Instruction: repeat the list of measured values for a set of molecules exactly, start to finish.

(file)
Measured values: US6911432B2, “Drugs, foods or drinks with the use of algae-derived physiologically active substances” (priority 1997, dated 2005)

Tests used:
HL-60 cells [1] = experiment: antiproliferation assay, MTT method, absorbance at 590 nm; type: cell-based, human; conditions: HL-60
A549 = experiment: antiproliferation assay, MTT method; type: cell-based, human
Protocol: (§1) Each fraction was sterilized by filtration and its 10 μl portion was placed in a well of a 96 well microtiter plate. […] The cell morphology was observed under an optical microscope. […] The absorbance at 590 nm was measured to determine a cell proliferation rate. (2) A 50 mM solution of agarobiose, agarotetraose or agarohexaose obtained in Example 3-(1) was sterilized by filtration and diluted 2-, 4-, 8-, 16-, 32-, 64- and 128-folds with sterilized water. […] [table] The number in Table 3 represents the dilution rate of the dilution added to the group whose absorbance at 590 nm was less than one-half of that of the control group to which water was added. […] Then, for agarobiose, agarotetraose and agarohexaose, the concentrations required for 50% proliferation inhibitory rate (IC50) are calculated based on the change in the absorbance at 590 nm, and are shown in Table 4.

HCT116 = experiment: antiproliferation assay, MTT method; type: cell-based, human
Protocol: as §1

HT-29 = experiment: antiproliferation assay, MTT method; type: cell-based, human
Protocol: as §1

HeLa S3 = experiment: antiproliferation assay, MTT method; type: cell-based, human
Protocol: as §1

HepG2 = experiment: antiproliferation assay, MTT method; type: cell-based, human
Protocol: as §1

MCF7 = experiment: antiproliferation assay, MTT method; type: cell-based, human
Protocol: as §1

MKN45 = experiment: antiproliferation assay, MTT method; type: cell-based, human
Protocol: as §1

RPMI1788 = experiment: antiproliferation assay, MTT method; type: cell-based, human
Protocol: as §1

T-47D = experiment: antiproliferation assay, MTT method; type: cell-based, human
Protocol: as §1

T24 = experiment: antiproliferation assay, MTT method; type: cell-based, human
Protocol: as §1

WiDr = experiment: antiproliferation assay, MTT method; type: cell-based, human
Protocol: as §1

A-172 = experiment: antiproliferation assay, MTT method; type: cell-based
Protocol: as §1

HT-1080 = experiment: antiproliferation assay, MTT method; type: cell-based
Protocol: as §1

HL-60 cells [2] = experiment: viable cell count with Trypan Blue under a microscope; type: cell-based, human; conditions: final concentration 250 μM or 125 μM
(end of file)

Measured values: US6911432B2, “Drugs, foods or drinks with the use of algae-derived physiologically active substances” (priority 1997, dated 2005)

Tests used:
HL-60 cells [1] = experiment: antiproliferation assay, MTT method, absorbance at 590 nm; type: cell-based, human; conditions: HL-60
A549 = experiment: antiproliferation assay, MTT method; type: cell-based, human
Protocol: (§1) Each fraction was sterilized by filtration and its 10 μl portion was placed in a well of a 96 well microtiter plate. […] The cell morphology was observed under an optical microscope. […] The absorbance at 590 nm was measured to determine a cell proliferation rate. (2) A 50 mM solution of agarobiose, agarotetraose or agarohexaose obtained in Example 3-(1) was sterilized by filtration and diluted 2-, 4-, 8-, 16-, 32-, 64- and 128-folds with sterilized water. […] [table] The number in Table 3 represents the dilution rate of the dilution added to the group whose absorbance at 590 nm was less than one-half of that of the control group to which water was added. […] Then, for agarobiose, agarotetraose and agarohexaose, the concentrations required for 50% proliferation inhibitory rate (IC50) are calculated based on the change in the absorbance at 590 nm, and are shown in Table 4.

HCT116 = experiment: antiproliferation assay, MTT method; type: cell-based, human
Protocol: as §1

HT-29 = experiment: antiproliferation assay, MTT method; type: cell-based, human
Protocol: as §1

HeLa S3 = experiment: antiproliferation assay, MTT method; type: cell-based, human
Protocol: as §1

HepG2 = experiment: antiproliferation assay, MTT method; type: cell-based, human
Protocol: as §1

MCF7 = experiment: antiproliferation assay, MTT method; type: cell-based, human
Protocol: as §1

MKN45 = experiment: antiproliferation assay, MTT method; type: cell-based, human
Protocol: as §1

RPMI1788 = experiment: antiproliferation assay, MTT method; type: cell-based, human
Protocol: as §1

T-47D = experiment: antiproliferation assay, MTT method; type: cell-based, human
Protocol: as §1

T24 = experiment: antiproliferation assay, MTT method; type: cell-based, human
Protocol: as §1

WiDr = experiment: antiproliferation assay, MTT method; type: cell-based, human
Protocol: as §1

A-172 = experiment: antiproliferation assay, MTT method; type: cell-based
Protocol: as §1

HT-1080 = experiment: antiproliferation assay, MTT method; type: cell-based
Protocol: as §1

HL-60 cells [2] = experiment: viable cell count with Trypan Blue under a microscope; type: cell-based, human; conditions: final concentration 250 μM or 125 μM